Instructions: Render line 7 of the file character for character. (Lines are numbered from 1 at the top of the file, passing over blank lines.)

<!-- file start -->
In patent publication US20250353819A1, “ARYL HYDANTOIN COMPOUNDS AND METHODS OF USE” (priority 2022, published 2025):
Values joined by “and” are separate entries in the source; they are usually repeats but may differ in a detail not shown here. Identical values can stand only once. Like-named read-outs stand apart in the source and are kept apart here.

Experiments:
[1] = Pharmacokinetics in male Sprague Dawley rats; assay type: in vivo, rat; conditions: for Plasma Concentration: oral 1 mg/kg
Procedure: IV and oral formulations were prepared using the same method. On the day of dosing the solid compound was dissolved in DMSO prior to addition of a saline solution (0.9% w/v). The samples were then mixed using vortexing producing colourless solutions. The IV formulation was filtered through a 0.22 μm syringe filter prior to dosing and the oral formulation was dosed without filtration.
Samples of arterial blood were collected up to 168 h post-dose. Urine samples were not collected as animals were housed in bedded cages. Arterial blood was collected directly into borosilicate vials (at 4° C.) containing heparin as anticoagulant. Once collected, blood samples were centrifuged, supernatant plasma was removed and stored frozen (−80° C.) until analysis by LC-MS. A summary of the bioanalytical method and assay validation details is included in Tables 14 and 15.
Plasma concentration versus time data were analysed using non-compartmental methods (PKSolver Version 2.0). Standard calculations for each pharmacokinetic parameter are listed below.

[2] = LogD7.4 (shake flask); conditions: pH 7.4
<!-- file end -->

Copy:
Plasma concentration versus time data were analysed using non-compartmental methods (PKSolver Version 2.0). Standard calculations for each pharmacokinetic parameter are listed below.